As we all hope and believe, the war will settle down, reach to an end and refugees will get back to their home country, Syria. But till then, the people living in those camps are living under very bad circumstances.
Governments won’t be able to insure every thing for the camps because that is more than what they can handle. To be practical, we can identify at least two primary challenges. Education is the first and most threatening disaster, heating and ventilating is the second one.
We are facing a lost generation as a result of the conflict. Many children have left their schools for almost four-years so far. At some point those children will lose the purposefulness for their education, and they will never take education into account for their future. To ensure a proper education for those children is our responsibility.
If you said that you already lost a lot in this war, I will confirm that, but education was and will always be a red line that we must exceed, because education is our warranty to rebuild the country, education is the winner card that we can rely on.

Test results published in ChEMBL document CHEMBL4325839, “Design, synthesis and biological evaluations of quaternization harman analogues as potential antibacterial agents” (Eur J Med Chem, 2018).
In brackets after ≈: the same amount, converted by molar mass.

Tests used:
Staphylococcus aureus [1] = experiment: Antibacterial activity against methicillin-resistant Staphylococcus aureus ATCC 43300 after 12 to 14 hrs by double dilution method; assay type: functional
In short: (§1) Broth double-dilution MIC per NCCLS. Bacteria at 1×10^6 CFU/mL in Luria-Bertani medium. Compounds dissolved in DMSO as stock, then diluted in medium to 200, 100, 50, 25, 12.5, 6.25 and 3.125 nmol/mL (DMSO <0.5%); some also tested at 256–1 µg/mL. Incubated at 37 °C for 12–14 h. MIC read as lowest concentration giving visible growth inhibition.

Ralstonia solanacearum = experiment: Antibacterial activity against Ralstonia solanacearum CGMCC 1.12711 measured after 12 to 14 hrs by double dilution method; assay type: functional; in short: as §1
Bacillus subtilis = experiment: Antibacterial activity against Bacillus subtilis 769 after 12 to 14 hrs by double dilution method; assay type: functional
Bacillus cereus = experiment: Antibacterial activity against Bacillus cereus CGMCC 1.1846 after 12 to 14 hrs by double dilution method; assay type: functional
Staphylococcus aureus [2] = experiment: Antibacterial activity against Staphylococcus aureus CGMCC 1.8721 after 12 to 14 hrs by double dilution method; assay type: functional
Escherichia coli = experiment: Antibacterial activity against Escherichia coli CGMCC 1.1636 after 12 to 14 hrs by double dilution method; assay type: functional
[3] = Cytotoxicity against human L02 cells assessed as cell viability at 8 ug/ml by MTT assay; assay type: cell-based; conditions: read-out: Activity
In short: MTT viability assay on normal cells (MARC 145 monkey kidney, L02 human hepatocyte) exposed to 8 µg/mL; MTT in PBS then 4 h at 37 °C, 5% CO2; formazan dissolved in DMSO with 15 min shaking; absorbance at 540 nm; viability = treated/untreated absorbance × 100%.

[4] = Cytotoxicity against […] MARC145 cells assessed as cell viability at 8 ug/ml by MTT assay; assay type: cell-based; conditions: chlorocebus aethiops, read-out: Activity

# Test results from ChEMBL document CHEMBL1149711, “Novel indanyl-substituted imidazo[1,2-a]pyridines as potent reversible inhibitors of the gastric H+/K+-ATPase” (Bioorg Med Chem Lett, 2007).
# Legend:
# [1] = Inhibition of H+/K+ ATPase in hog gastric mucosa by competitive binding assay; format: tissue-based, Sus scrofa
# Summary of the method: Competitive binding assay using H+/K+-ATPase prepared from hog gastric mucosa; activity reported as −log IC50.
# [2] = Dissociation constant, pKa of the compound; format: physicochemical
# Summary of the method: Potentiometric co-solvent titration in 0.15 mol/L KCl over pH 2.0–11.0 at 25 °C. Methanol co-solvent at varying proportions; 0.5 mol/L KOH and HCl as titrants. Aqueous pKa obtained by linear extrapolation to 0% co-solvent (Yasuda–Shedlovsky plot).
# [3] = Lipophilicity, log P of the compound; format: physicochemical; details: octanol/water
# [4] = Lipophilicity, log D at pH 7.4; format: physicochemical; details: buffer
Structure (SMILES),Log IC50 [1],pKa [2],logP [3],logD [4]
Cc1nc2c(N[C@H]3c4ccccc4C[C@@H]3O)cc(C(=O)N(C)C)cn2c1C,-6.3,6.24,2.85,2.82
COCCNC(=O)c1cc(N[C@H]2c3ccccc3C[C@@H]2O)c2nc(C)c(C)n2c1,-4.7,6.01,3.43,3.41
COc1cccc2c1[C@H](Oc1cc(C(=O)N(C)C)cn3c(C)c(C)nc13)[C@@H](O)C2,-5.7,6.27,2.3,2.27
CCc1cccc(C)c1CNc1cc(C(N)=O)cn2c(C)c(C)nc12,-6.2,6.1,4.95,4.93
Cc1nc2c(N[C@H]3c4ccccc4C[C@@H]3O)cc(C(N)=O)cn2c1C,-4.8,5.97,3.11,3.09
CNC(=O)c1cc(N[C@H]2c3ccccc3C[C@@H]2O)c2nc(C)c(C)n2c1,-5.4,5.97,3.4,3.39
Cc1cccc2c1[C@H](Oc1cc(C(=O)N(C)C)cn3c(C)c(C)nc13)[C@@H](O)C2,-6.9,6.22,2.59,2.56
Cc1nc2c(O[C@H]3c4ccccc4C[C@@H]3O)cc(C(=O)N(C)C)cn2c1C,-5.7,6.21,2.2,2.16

What we are really looking for right now is to deliver our ideas to companies like Samsung, companies who believe in corporate and global citizenship in order to support innovative ideas and delivery mechanism to address these problems.
I am a pretty sure that a projects like this will be a win-win relation, companies will deliver their messages, and demonstrate the good will of their companies and the industries that they represent. On the other hand projects like this will insure for the children in the camp to continue their education, and will insure for the old people to feel warm in the winter, temperate in the summer.